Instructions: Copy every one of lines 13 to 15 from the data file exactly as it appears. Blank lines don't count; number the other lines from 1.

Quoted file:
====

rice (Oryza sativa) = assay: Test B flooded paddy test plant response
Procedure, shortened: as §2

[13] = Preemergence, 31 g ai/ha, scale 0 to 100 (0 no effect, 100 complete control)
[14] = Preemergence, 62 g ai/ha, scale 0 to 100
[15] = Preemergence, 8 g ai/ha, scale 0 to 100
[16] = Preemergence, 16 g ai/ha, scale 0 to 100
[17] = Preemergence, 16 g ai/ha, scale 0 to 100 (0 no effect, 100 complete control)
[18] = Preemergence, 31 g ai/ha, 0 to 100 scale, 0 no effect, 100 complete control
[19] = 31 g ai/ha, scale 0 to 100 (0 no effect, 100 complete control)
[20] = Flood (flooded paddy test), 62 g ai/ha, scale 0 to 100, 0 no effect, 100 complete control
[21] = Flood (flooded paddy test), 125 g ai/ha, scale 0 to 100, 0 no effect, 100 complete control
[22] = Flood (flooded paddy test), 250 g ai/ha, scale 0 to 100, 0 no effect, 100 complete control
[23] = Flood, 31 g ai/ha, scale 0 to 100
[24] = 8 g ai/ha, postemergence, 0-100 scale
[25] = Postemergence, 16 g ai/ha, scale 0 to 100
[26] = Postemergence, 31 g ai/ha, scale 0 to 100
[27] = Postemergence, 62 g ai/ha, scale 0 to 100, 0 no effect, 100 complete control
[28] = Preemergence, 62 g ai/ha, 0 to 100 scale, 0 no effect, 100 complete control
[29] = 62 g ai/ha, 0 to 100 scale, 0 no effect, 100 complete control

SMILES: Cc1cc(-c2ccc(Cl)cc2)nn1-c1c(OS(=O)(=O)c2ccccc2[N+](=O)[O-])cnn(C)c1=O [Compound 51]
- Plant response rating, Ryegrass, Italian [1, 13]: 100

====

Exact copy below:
[23] = Flood, 31 g ai/ha, scale 0 to 100
[24] = 8 g ai/ha, postemergence, 0-100 scale
[25] = Postemergence, 16 g ai/ha, scale 0 to 100